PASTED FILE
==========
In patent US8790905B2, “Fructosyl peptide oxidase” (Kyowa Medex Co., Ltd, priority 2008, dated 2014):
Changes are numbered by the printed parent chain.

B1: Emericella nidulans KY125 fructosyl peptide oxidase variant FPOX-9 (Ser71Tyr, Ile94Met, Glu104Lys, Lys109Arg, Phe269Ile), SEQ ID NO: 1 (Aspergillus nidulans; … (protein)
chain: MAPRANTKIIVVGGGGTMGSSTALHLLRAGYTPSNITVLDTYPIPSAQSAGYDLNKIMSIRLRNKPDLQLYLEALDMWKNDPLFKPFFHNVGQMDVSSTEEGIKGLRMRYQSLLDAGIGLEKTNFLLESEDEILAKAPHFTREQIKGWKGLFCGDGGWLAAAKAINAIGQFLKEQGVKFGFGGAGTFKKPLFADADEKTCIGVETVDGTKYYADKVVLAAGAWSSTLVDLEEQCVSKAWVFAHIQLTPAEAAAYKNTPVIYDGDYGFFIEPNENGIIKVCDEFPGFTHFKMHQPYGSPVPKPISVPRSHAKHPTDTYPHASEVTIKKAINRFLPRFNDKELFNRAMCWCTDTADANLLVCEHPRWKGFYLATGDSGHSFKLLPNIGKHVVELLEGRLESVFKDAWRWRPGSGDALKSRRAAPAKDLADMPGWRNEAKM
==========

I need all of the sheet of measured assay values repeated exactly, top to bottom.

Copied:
In patent US8790905B2, “Fructosyl peptide oxidase” (Kyowa Medex Co., Ltd, priority 2008, dated 2014):
Changes are numbered by the printed parent chain.

B1: Emericella nidulans KY125 fructosyl peptide oxidase variant FPOX-9 (Ser71Tyr, Ile94Met, Glu104Lys, Lys109Arg, Phe269Ile), SEQ ID NO: 1 (Aspergillus nidulans; … (protein)
chain: MAPRANTKIIVVGGGGTMGSSTALHLLRAGYTPSNITVLDTYPIPSAQSAGYDLNKIMSIRLRNKPDLQLYLEALDMWKNDPLFKPFFHNVGQMDVSSTEEGIKGLRMRYQSLLDAGIGLEKTNFLLESEDEILAKAPHFTREQIKGWKGLFCGDGGWLAAAKAINAIGQFLKEQGVKFGFGGAGTFKKPLFADADEKTCIGVETVDGTKYYADKVVLAAGAWSSTLVDLEEQCVSKAWVFAHIQLTPAEAAAYKNTPVIYDGDYGFFIEPNENGIIKVCDEFPGFTHFKMHQPYGSPVPKPISVPRSHAKHPTDTYPHASEVTIKKAINRFLPRFNDKELFNRAMCWCTDTADANLLVCEHPRWKGFYLATGDSGHSFKLLPNIGKHVVELLEGRLESVFKDAWRWRPGSGDALKSRRAAPAKDLADMPGWRNEAKM